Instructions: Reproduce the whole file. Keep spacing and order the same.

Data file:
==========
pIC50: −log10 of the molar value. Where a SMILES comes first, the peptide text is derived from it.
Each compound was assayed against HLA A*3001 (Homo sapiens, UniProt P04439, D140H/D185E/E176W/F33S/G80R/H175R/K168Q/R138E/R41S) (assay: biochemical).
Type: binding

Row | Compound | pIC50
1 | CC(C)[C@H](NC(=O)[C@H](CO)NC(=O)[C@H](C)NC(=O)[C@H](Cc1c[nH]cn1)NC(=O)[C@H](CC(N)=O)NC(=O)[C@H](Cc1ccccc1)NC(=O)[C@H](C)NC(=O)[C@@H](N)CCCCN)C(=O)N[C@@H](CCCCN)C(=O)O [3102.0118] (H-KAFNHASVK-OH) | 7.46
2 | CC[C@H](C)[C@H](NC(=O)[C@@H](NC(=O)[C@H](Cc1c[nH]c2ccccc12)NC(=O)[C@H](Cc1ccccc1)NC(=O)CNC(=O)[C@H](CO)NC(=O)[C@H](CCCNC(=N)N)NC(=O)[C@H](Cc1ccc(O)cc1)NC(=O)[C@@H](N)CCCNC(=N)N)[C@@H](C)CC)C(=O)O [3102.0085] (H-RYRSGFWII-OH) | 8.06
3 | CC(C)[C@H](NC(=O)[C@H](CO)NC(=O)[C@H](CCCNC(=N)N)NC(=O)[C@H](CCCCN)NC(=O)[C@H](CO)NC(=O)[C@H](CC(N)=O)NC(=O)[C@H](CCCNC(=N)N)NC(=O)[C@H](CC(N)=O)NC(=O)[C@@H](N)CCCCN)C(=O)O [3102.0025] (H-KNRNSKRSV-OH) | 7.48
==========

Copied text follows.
pIC50: −log10 of the molar value. Where a SMILES comes first, the peptide text is derived from it.
Each compound was assayed against HLA A*3001 (Homo sapiens, UniProt P04439, D140H/D185E/E176W/F33S/G80R/H175R/K168Q/R138E/R41S) (assay: biochemical).
Type: binding

Row | Compound | pIC50
1 | CC(C)[C@H](NC(=O)[C@H](CO)NC(=O)[C@H](C)NC(=O)[C@H](Cc1c[nH]cn1)NC(=O)[C@H](CC(N)=O)NC(=O)[C@H](Cc1ccccc1)NC(=O)[C@H](C)NC(=O)[C@@H](N)CCCCN)C(=O)N[C@@H](CCCCN)C(=O)O [3102.0118] (H-KAFNHASVK-OH) | 7.46
2 | CC[C@H](C)[C@H](NC(=O)[C@@H](NC(=O)[C@H](Cc1c[nH]c2ccccc12)NC(=O)[C@H](Cc1ccccc1)NC(=O)CNC(=O)[C@H](CO)NC(=O)[C@H](CCCNC(=N)N)NC(=O)[C@H](Cc1ccc(O)cc1)NC(=O)[C@@H](N)CCCNC(=N)N)[C@@H](C)CC)C(=O)O [3102.0085] (H-RYRSGFWII-OH) | 8.06
3 | CC(C)[C@H](NC(=O)[C@H](CO)NC(=O)[C@H](CCCNC(=N)N)NC(=O)[C@H](CCCCN)NC(=O)[C@H](CO)NC(=O)[C@H](CC(N)=O)NC(=O)[C@H](CCCNC(=N)N)NC(=O)[C@H](CC(N)=O)NC(=O)[C@@H](N)CCCCN)C(=O)O [3102.0025] (H-KNRNSKRSV-OH) | 7.48